Each year, many children get sick with the flu; some are hospitalized and some die. Young children are the most likely to get sick with the flu. Children younger than 5 years are at high risk of getting serious flu complications. Vaccinating your child is the best way to protect them.
This summer, the Centers for Disease Control (CDC) released new data from a study comparing flu shots and nasal sprays. Their research found that the nasal spray prevented 50 percent more flu cases than the flu shot in children 2 to 8, and the CDC now recommends that healthy children in this age group be vaccinated with the nasal spray when it’s available.
All nasal-spray vaccines are quadrivalent, which means they protect against four strains of flu virus: two influenza A strains (H1N1 and H3N2) and two influenza B strains.
What’s the difference?
Both the flu shot and nasal spray work protect against the flu (neither is 100 percent effective), but they work differently. The shot contains an inactivated influenza virus designed to help the body’s immune system guard against the actual disease.
The nasal spray, sold under the U.S. brand name FluMist, contains weakened versions of the live virus.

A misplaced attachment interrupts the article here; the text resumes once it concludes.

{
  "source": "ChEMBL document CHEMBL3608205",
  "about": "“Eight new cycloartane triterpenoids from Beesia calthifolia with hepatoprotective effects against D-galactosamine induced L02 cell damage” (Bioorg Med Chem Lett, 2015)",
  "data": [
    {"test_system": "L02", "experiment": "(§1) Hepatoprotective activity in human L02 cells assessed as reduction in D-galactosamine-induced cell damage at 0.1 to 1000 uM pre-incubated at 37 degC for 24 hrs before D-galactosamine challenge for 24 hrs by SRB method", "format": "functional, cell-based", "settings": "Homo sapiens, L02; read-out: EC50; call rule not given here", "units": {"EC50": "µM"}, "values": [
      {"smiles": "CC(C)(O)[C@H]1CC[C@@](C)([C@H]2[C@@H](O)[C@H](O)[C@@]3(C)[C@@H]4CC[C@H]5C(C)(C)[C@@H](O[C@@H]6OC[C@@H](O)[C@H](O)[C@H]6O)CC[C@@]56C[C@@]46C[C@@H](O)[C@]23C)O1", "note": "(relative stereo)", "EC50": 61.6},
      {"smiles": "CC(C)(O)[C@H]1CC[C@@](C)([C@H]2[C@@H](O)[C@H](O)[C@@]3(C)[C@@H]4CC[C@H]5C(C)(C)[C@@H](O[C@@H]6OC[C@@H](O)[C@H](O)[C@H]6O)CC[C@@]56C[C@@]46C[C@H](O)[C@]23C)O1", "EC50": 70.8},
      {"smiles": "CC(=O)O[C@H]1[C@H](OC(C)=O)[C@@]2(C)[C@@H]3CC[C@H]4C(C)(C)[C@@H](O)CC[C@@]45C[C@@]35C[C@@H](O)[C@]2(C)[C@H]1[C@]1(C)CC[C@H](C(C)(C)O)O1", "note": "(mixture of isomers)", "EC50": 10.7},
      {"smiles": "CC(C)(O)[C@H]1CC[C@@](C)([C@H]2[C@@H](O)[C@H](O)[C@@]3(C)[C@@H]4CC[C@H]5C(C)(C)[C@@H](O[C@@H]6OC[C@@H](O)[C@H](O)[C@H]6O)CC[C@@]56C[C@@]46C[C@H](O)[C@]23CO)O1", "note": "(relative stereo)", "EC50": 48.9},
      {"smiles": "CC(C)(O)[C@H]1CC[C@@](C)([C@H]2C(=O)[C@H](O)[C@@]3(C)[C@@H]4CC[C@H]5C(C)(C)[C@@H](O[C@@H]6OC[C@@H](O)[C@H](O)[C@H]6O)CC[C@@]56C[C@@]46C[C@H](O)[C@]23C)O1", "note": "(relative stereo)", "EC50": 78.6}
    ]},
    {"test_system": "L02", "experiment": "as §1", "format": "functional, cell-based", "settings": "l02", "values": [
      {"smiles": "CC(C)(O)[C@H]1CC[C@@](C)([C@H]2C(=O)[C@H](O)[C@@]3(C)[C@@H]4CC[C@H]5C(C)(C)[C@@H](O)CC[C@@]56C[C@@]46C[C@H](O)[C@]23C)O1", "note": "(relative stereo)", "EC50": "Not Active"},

The flu shot is approved for people over the age of six months. FluMist is approved for anyone between ages 2 to 49.
Shots are more available than the spray currently.
The CDC recommends flu vaccines for all children over the age of six months. If the spray is not available for children in the 2 through 8 age group, it is recommended they are still vaccinated with the shot.
Which children should not receive FluMist?
According to the CDC, FluMist may not be ideal for children between ages 2 and 8 if:
- Children are getting aspirin therapy, or taking medicines that contain aspirin;
- Children have a weakened immune system (immunosuppression);
- Children have a history of egg allergy;
- Children 2 through 4 years old who have had asthma or wheezing during the last 12 months; (children with asthma may have an increased risk of wheezing)
- Children who have taken influenza antiviral medications (for example, Tamiflu® or Relenza®) within the last 48 hours.
These children may be able to get a flu shot instead.
For children ages 9 and older, either the shot or nasal spray is fine. The CDC does not recommend one over the other for this age group.